Mario Kart 8 Deluxe’s 48-Course Expansion Is Like Getting a Whole New Game

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Key Takeaways

  • Nintendo announced a 48-course expansion for Mario Kart 8 on the Switch.
  • The first 8-course installment hits on March 18th.
  • Who needs a new game when Mario Kart 8 Deluxe is already so good?
Mario Kart 8 Deluxe Tokyo track

Nintendo

Nintendo Switch classic Mario Kart 8 Deluxe is getting 48 new courses, doubling the number of courses available for hectic, argument-inducing cartoon racing. 

Mario Kart might be the best of Nintendo's franchises. Zelda: Breath of the Wild might be Nintendo's—and the world's—best game of all time, but the Mario Kart series might be the best multiplayer game series in history. And now it's about to get a whole series of new courses, coming eight at a time over the next two years. Fans might be hoping for a whole new Mario Kart game, but who needs one when you can effectively enjoy the original all over again?

"In my opinion, I don't want a whole new Mario Kart game," Vincent Caprio, Editor of GamerGuyde, told Lifewire via email. "How you play matters more than what you are playing. Mario Kart is a super fun game. There might be a few upgrades in Switch. There might be more great features in the Wii. It also doesn't matter if you enjoy it on a small or big screen. It all depends on how you play it and how you enjoy it."

Family Fun

If you don’t know the Mario Kart games, they’re simple, in principle. 12 Nintendo characters race against each other in little go-karts and can pick up Mario-themed power-ups along the way. Koopa shells are missiles, mushrooms give a speed boost, stars make you invincible, and so on.

Another key game mechanic is drifting, which has been around since the original, although now it’s easier to use. You can skid to drift through corners, and the longer the drift, the bigger the speed boost when you come out of it. 

The result is a game that combines luck, strategy, and plain good driving. It is possible to recover and win after the computer-controlled drivers all pile on to bully you during the final lap, but you’ll need to stay utterly calm, drive like a machine, and deploy those weapons at just the right moment.

In short, it’s utterly addictive.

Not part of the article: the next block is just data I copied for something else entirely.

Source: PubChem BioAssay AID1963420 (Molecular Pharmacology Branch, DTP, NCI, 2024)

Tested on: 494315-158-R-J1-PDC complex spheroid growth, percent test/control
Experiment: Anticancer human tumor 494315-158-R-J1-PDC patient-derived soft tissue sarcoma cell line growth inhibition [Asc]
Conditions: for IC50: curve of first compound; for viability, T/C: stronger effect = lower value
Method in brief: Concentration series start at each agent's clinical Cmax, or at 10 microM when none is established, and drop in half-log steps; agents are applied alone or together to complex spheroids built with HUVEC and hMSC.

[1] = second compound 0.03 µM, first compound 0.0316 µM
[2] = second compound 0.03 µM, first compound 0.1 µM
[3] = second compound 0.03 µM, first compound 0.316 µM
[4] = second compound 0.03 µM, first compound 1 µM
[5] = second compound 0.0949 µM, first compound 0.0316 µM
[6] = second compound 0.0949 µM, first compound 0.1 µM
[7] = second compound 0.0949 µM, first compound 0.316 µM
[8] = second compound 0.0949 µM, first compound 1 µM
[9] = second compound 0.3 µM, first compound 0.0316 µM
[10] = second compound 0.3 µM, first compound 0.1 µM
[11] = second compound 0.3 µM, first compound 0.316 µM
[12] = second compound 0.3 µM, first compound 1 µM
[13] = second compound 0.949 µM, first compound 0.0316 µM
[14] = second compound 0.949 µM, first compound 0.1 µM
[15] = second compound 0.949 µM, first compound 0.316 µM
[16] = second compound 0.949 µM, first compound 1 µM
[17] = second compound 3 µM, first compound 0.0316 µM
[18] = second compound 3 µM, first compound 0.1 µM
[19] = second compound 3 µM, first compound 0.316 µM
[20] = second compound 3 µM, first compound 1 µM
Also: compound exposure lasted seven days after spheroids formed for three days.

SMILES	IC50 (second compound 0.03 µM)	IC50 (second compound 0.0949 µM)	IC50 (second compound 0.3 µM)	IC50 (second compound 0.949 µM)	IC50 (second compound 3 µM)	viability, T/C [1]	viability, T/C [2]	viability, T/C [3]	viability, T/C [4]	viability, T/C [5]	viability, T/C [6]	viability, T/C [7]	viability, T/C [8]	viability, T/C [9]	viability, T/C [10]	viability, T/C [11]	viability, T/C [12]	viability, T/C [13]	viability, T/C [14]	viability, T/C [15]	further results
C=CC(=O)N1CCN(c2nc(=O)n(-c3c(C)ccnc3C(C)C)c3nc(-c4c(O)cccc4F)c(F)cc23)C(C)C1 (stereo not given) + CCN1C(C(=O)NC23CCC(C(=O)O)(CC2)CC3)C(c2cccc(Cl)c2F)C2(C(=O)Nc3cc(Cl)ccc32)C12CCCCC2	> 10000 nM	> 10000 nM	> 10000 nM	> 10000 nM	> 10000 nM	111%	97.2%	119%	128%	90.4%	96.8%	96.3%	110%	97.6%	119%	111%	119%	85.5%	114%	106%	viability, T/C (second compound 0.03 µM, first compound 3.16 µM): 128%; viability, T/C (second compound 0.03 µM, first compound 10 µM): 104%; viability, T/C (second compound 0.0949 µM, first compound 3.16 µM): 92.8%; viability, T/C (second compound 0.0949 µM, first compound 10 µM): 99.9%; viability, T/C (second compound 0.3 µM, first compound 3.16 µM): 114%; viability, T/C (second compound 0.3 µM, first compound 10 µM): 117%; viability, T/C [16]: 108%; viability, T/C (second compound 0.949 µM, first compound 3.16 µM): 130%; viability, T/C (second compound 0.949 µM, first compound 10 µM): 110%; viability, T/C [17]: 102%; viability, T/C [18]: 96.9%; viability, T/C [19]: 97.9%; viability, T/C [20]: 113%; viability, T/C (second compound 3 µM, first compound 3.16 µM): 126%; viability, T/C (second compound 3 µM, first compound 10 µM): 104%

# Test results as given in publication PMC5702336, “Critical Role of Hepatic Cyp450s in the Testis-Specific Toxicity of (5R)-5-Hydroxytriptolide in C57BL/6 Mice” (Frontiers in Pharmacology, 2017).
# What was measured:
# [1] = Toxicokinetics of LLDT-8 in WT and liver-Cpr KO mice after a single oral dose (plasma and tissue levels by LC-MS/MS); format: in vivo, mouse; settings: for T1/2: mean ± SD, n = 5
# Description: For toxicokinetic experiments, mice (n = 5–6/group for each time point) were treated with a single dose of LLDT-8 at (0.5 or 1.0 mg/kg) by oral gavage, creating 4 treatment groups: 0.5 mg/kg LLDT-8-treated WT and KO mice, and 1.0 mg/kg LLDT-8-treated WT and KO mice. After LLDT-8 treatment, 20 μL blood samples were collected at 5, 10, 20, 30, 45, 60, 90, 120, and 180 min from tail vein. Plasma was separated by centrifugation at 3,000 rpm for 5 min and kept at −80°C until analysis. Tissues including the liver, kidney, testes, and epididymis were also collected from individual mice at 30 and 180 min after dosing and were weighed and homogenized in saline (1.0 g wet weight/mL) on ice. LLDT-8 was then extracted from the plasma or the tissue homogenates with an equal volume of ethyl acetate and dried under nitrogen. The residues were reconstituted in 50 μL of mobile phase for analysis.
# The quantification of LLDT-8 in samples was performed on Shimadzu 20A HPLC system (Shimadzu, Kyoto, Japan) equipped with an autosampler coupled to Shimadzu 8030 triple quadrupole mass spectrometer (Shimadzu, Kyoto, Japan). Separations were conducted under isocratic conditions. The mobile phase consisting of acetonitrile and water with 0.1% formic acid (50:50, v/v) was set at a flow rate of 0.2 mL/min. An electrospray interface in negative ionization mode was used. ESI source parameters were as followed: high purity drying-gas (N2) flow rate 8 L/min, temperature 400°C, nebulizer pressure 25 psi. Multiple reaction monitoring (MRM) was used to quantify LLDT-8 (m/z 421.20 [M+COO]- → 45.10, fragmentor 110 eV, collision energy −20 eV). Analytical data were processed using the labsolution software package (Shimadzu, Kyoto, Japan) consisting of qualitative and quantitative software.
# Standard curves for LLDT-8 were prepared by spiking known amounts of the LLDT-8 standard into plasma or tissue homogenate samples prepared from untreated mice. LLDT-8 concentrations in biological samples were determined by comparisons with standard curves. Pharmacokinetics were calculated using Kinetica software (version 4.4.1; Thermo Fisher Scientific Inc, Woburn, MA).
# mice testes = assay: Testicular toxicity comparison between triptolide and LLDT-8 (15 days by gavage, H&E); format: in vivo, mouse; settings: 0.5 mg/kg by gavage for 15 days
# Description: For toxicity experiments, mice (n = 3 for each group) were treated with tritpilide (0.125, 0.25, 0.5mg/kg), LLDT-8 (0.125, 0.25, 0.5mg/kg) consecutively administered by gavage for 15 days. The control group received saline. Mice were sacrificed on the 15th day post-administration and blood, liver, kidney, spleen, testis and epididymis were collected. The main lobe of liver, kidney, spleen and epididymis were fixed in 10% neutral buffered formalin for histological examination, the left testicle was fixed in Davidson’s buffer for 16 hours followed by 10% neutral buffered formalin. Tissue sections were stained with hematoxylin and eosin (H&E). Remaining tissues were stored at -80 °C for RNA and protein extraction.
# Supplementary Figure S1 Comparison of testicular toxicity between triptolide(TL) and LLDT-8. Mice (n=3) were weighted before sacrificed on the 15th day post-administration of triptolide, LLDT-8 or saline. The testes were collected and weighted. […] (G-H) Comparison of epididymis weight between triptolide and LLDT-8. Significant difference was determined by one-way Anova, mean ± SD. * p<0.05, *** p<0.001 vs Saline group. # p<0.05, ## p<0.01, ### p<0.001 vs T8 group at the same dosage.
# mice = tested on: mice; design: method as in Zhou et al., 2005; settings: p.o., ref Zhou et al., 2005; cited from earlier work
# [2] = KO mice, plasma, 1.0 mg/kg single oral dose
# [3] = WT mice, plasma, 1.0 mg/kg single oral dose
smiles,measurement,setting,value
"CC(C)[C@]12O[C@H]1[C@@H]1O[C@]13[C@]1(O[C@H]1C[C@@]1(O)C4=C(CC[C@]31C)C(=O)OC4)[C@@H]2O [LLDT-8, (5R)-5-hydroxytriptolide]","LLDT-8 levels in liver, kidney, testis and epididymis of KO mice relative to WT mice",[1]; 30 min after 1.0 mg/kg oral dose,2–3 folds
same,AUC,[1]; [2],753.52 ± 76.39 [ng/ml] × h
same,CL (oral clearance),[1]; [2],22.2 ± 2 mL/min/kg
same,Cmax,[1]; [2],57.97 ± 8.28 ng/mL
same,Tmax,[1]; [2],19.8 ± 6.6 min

Mario Kart 8 Deluxe new track in the sky

Nintendo

Mario Kart, as a series, manages to be approachable, deep, long-lived, rewarding, and fun, all at the same time. My better half has never played video games in their life, apart from maybe Snake on an old Nokia phone, but they're hopelessly addicted to Mario Kart 8 Deluxe and just as excited about the new expansion pack as I am. The phrase "family fun" has become an awful, meaningless cliche, but it applies here. 

It wasn't always this way. The first version, Super Mario Kart on the Super Nintendo (SNES), was an incredible game, but by today's standards, and even by the standards of 1992, it was absurdly hard. You can try it today on your Switch if you have an online subscription; you'll probably give up after a few courses. But once you were hooked, that was it. It was also a then-rare four-player title, making it perfect for late-night gaming sessions after the pub.

Mario Kart 

When that first game arrived, it seemed like a cynical cash-in. After seeing the TV ads, I thought it would just be a lame kart-racing game for kids; a way to reuse the Mario characters to milk some more cash from fans of the Mario platform games. But it turned out to be a hit, redefining the racing genre. The series has gone up and down since then—I never liked the N64 version as much as the original—but the latest version is almost perfect. 

And that’s not bad for an eight-year-old game that originally shipped for the Wii U, then got remixed for the Switch in 2017.

The new courses are available either as a part of the new higher-tier ($50 per year) subscription that also gives access to N64 and Sega Genesis games, or you can buy the DLC (downloadable content) pack for $25.

"I think the Deluxe 48 course expansion is much better than a new game, partly because the entire expansion will only cost $24.99 once-off," gaming writer Dan Troha told Lifewire via email. "Unless you already have a Nintendo Switch Online and Expansion Pack membership, in which case it's free."

For fans of the game, either of those are instabuys. The first "drop" is on March 18, and you'll get a mix of remastered courses from the 3DS, Wii, N64, GBA, and even Mario Kart Tour from the iPhone version. 

I can't wait.

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